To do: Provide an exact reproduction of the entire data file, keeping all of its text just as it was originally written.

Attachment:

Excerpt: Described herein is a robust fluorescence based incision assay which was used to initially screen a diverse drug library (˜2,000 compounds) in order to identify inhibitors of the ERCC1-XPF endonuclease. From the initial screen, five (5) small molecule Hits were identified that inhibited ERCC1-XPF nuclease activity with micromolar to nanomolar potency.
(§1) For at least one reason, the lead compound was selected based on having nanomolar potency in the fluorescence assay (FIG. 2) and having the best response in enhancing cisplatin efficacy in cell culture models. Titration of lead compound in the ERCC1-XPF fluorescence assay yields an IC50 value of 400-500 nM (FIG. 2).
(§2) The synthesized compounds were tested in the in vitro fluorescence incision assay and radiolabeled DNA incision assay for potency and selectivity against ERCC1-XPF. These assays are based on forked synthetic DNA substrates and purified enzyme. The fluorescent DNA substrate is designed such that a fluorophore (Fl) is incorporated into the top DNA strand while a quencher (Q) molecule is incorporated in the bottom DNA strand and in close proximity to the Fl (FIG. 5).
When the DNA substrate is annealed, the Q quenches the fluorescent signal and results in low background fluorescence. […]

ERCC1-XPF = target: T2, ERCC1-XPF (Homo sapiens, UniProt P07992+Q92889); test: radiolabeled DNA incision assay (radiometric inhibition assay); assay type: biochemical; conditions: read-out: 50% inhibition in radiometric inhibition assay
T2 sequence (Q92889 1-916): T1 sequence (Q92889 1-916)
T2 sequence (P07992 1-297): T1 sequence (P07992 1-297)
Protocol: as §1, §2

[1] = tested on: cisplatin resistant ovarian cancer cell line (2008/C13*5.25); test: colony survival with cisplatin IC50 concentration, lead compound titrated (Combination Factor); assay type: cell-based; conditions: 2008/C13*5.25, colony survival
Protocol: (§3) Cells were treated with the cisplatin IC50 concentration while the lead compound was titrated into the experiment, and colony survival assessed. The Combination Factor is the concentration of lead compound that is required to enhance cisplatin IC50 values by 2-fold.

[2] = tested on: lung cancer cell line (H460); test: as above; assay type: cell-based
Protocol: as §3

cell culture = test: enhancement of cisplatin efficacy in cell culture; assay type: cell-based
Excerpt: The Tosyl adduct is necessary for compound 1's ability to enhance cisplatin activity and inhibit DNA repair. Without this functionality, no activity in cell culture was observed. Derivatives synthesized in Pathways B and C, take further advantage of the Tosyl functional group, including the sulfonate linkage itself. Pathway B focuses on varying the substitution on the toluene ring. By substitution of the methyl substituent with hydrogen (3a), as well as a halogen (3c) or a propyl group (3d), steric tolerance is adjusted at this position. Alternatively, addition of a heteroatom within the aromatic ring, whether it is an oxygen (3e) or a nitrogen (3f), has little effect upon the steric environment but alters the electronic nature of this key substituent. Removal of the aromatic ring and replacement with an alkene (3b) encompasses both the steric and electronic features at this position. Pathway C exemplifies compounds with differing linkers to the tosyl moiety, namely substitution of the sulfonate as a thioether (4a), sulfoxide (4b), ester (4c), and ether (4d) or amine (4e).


Excerpt: Described herein is a robust fluorescence based incision assay which was used to initially screen a diverse drug library (˜2,000 compounds) in order to identify inhibitors of the ERCC1-XPF endonuclease. From the initial screen, five (5) small molecule Hits were identified that inhibited ERCC1-XPF nuclease activity with micromolar to nanomolar potency.
(§1) For at least one reason, the lead compound was selected based on having nanomolar potency in the fluorescence assay (FIG. 2) and having the best response in enhancing cisplatin efficacy in cell culture models. Titration of lead compound in the ERCC1-XPF fluorescence assay yields an IC50 value of 400-500 nM (FIG. 2).
(§2) The synthesized compounds were tested in the in vitro fluorescence incision assay and radiolabeled DNA incision assay for potency and selectivity against ERCC1-XPF. These assays are based on forked synthetic DNA substrates and purified enzyme. The fluorescent DNA substrate is designed such that a fluorophore (Fl) is incorporated into the top DNA strand while a quencher (Q) molecule is incorporated in the bottom DNA strand and in close proximity to the Fl (FIG. 5).
When the DNA substrate is annealed, the Q quenches the fluorescent signal and results in low background fluorescence. […]

ERCC1-XPF = target: T2, ERCC1-XPF (Homo sapiens, UniProt P07992+Q92889); test: radiolabeled DNA incision assay (radiometric inhibition assay); assay type: biochemical; conditions: read-out: 50% inhibition in radiometric inhibition assay
T2 sequence (Q92889 1-916): T1 sequence (Q92889 1-916)
T2 sequence (P07992 1-297): T1 sequence (P07992 1-297)
Protocol: as §1, §2

[1] = tested on: cisplatin resistant ovarian cancer cell line (2008/C13*5.25); test: colony survival with cisplatin IC50 concentration, lead compound titrated (Combination Factor); assay type: cell-based; conditions: 2008/C13*5.25, colony survival
Protocol: (§3) Cells were treated with the cisplatin IC50 concentration while the lead compound was titrated into the experiment, and colony survival assessed. The Combination Factor is the concentration of lead compound that is required to enhance cisplatin IC50 values by 2-fold.

[2] = tested on: lung cancer cell line (H460); test: as above; assay type: cell-based
Protocol: as §3

cell culture = test: enhancement of cisplatin efficacy in cell culture; assay type: cell-based
Excerpt: The Tosyl adduct is necessary for compound 1's ability to enhance cisplatin activity and inhibit DNA repair. Without this functionality, no activity in cell culture was observed. Derivatives synthesized in Pathways B and C, take further advantage of the Tosyl functional group, including the sulfonate linkage itself. Pathway B focuses on varying the substitution on the toluene ring. By substitution of the methyl substituent with hydrogen (3a), as well as a halogen (3c) or a propyl group (3d), steric tolerance is adjusted at this position. Alternatively, addition of a heteroatom within the aromatic ring, whether it is an oxygen (3e) or a nitrogen (3f), has little effect upon the steric environment but alters the electronic nature of this key substituent. Removal of the aromatic ring and replacement with an alkene (3b) encompasses both the steric and electronic features at this position. Pathway C exemplifies compounds with differing linkers to the tosyl moiety, namely substitution of the sulfonate as a thioether (4a), sulfoxide (4b), ester (4c), and ether (4d) or amine (4e).